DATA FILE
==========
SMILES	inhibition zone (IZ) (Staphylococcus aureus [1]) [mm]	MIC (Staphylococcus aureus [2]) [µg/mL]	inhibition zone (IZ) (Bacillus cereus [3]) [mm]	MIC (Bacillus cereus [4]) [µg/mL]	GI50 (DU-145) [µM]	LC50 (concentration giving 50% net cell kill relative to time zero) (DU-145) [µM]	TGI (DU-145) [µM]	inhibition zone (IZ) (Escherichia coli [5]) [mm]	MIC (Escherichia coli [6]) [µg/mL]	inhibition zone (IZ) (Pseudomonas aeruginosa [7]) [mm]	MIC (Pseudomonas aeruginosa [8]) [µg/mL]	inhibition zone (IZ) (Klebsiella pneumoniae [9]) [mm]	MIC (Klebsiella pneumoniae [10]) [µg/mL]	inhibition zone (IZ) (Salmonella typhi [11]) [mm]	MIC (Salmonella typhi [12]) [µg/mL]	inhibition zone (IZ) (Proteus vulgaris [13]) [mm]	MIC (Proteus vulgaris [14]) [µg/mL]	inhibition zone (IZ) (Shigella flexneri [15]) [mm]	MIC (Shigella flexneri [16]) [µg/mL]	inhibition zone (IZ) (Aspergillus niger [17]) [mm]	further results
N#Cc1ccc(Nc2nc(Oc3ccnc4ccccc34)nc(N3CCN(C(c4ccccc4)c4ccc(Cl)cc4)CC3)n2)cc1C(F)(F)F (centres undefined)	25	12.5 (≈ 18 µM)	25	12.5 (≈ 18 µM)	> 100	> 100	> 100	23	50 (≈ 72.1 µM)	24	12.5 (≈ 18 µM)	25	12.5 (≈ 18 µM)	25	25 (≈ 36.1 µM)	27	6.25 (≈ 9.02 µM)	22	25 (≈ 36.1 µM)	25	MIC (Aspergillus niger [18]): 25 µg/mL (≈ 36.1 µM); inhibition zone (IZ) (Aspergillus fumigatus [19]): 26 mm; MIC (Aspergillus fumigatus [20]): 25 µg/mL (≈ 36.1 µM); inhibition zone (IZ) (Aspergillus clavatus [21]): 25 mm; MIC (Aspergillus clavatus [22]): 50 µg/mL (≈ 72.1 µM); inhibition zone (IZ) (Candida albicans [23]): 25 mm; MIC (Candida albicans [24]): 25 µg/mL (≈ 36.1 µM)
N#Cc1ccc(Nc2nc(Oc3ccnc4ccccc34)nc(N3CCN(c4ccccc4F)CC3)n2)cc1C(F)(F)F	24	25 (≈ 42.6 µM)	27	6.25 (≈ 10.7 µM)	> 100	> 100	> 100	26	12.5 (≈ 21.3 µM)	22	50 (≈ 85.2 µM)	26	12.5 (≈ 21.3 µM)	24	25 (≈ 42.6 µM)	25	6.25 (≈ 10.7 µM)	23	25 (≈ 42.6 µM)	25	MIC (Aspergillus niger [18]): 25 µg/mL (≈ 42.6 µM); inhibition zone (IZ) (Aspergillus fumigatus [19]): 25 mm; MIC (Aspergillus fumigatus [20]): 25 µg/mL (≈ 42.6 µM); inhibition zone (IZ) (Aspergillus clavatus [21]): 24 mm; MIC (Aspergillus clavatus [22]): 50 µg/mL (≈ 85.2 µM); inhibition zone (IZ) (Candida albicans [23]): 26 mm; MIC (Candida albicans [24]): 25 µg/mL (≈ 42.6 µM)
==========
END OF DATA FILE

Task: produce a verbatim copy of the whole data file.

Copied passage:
SMILES	inhibition zone (IZ) (Staphylococcus aureus [1]) [mm]	MIC (Staphylococcus aureus [2]) [µg/mL]	inhibition zone (IZ) (Bacillus cereus [3]) [mm]	MIC (Bacillus cereus [4]) [µg/mL]	GI50 (DU-145) [µM]	LC50 (concentration giving 50% net cell kill relative to time zero) (DU-145) [µM]	TGI (DU-145) [µM]	inhibition zone (IZ) (Escherichia coli [5]) [mm]	MIC (Escherichia coli [6]) [µg/mL]	inhibition zone (IZ) (Pseudomonas aeruginosa [7]) [mm]	MIC (Pseudomonas aeruginosa [8]) [µg/mL]	inhibition zone (IZ) (Klebsiella pneumoniae [9]) [mm]	MIC (Klebsiella pneumoniae [10]) [µg/mL]	inhibition zone (IZ) (Salmonella typhi [11]) [mm]	MIC (Salmonella typhi [12]) [µg/mL]	inhibition zone (IZ) (Proteus vulgaris [13]) [mm]	MIC (Proteus vulgaris [14]) [µg/mL]	inhibition zone (IZ) (Shigella flexneri [15]) [mm]	MIC (Shigella flexneri [16]) [µg/mL]	inhibition zone (IZ) (Aspergillus niger [17]) [mm]	further results
N#Cc1ccc(Nc2nc(Oc3ccnc4ccccc34)nc(N3CCN(C(c4ccccc4)c4ccc(Cl)cc4)CC3)n2)cc1C(F)(F)F (centres undefined)	25	12.5 (≈ 18 µM)	25	12.5 (≈ 18 µM)	> 100	> 100	> 100	23	50 (≈ 72.1 µM)	24	12.5 (≈ 18 µM)	25	12.5 (≈ 18 µM)	25	25 (≈ 36.1 µM)	27	6.25 (≈ 9.02 µM)	22	25 (≈ 36.1 µM)	25	MIC (Aspergillus niger [18]): 25 µg/mL (≈ 36.1 µM); inhibition zone (IZ) (Aspergillus fumigatus [19]): 26 mm; MIC (Aspergillus fumigatus [20]): 25 µg/mL (≈ 36.1 µM); inhibition zone (IZ) (Aspergillus clavatus [21]): 25 mm; MIC (Aspergillus clavatus [22]): 50 µg/mL (≈ 72.1 µM); inhibition zone (IZ) (Candida albicans [23]): 25 mm; MIC (Candida albicans [24]): 25 µg/mL (≈ 36.1 µM)
N#Cc1ccc(Nc2nc(Oc3ccnc4ccccc34)nc(N3CCN(c4ccccc4F)CC3)n2)cc1C(F)(F)F	24	25 (≈ 42.6 µM)	27	6.25 (≈ 10.7 µM)	> 100	> 100	> 100	26	12.5 (≈ 21.3 µM)	22	50 (≈ 85.2 µM)	26	12.5 (≈ 21.3 µM)	24	25 (≈ 42.6 µM)	25	6.25 (≈ 10.7 µM)	23	25 (≈ 42.6 µM)	25	MIC (Aspergillus niger [18]): 25 µg/mL (≈ 42.6 µM); inhibition zone (IZ) (Aspergillus fumigatus [19]): 25 mm; MIC (Aspergillus fumigatus [20]): 25 µg/mL (≈ 42.6 µM); inhibition zone (IZ) (Aspergillus clavatus [21]): 24 mm; MIC (Aspergillus clavatus [22]): 50 µg/mL (≈ 85.2 µM); inhibition zone (IZ) (Candida albicans [23]): 26 mm; MIC (Candida albicans [24]): 25 µg/mL (≈ 42.6 µM)